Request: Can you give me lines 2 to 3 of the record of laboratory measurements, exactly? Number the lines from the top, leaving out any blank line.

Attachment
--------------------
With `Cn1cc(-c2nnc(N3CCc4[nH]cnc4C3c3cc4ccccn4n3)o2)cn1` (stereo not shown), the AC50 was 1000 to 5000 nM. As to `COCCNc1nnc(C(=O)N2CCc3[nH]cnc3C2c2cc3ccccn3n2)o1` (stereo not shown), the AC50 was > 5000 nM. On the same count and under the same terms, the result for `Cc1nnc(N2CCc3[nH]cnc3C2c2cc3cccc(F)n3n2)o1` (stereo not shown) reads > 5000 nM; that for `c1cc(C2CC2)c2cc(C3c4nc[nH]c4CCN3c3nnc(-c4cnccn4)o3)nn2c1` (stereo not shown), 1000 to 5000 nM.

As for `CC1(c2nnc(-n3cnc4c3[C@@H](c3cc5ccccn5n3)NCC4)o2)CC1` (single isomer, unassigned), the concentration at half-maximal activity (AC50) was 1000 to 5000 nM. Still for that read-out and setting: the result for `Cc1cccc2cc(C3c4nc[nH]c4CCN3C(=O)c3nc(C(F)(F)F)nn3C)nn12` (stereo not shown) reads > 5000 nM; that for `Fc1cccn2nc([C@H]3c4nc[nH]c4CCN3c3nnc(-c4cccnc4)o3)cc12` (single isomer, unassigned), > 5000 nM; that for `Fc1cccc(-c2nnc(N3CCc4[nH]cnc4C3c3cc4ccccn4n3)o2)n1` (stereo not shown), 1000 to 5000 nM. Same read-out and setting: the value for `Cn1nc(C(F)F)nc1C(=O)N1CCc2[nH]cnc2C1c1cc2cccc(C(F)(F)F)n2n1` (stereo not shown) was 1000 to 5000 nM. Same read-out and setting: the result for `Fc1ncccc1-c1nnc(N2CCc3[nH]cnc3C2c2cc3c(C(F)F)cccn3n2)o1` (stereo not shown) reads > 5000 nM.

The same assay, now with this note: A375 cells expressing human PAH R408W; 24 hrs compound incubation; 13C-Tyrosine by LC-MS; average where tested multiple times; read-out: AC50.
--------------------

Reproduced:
As for `CC1(c2nnc(-n3cnc4c3[C@@H](c3cc5ccccn5n3)NCC4)o2)CC1` (single isomer, unassigned), the concentration at half-maximal activity (AC50) was 1000 to 5000 nM. Still for that read-out and setting: the result for `Cc1cccc2cc(C3c4nc[nH]c4CCN3C(=O)c3nc(C(F)(F)F)nn3C)nn12` (stereo not shown) reads > 5000 nM; that for `Fc1cccn2nc([C@H]3c4nc[nH]c4CCN3c3nnc(-c4cccnc4)o3)cc12` (single isomer, unassigned), > 5000 nM; that for `Fc1cccc(-c2nnc(N3CCc4[nH]cnc4C3c3cc4ccccn4n3)o2)n1` (stereo not shown), 1000 to 5000 nM. Same read-out and setting: the value for `Cn1nc(C(F)F)nc1C(=O)N1CCc2[nH]cnc2C1c1cc2cccc(C(F)(F)F)n2n1` (stereo not shown) was 1000 to 5000 nM. Same read-out and setting: the result for `Fc1ncccc1-c1nnc(N2CCc3[nH]cnc3C2c2cc3c(C(F)F)cccn3n2)o1` (stereo not shown) reads > 5000 nM.

The same assay, now with this note: A375 cells expressing human PAH R408W; 24 hrs compound incubation; 13C-Tyrosine by LC-MS; average where tested multiple times; read-out: AC50.